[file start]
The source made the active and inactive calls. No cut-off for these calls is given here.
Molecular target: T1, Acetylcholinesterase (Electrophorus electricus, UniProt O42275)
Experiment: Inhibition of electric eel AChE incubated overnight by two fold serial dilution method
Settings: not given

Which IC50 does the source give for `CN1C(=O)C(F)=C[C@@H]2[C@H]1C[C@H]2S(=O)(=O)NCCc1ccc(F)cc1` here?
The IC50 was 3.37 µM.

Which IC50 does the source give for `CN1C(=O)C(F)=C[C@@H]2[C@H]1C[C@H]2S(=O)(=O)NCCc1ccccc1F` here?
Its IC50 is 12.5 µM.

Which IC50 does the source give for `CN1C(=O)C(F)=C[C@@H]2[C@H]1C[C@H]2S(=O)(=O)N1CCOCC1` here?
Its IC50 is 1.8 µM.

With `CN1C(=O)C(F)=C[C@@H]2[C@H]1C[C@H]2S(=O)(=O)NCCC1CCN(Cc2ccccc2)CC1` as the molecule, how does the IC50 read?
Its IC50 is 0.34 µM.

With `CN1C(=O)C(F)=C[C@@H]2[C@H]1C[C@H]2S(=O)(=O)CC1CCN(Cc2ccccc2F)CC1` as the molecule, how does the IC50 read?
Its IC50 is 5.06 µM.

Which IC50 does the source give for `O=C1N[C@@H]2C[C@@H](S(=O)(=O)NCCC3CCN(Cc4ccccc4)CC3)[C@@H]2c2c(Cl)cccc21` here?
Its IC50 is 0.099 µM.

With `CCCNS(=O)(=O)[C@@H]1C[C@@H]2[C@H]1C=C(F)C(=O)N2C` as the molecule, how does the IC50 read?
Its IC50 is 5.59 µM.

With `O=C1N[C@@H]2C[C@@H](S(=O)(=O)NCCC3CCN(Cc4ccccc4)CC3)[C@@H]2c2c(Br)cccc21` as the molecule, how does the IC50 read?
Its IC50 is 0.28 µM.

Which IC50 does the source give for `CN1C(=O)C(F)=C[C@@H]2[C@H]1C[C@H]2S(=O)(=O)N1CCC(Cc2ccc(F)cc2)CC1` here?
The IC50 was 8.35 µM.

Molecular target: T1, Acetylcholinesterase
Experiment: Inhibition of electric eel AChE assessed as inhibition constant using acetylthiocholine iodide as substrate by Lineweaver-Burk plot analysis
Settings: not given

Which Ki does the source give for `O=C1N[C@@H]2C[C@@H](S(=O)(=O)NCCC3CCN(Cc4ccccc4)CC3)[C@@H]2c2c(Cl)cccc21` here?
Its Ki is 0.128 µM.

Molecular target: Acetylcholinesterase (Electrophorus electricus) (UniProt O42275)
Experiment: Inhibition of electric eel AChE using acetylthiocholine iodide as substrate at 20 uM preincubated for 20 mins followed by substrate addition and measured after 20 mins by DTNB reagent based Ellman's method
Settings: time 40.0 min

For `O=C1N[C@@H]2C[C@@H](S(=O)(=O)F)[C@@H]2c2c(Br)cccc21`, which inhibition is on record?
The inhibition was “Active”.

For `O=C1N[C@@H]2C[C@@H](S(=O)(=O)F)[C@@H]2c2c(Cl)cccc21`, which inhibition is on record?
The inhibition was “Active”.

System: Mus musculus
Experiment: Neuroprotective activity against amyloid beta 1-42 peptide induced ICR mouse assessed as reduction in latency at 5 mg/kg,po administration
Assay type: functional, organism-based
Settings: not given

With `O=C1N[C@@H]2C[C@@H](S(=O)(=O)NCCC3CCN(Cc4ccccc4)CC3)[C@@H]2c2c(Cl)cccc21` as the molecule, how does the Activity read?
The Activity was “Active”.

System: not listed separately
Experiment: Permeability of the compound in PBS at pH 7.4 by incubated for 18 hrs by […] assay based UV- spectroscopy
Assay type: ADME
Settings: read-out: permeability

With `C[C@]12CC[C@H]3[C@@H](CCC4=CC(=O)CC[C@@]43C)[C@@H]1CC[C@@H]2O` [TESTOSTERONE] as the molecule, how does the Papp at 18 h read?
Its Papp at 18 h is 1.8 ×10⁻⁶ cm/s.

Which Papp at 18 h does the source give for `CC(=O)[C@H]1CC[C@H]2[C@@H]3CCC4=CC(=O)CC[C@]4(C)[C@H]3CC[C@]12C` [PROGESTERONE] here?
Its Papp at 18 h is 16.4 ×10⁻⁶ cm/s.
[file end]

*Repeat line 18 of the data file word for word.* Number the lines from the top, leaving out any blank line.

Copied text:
Its IC50 is 5.59 µM.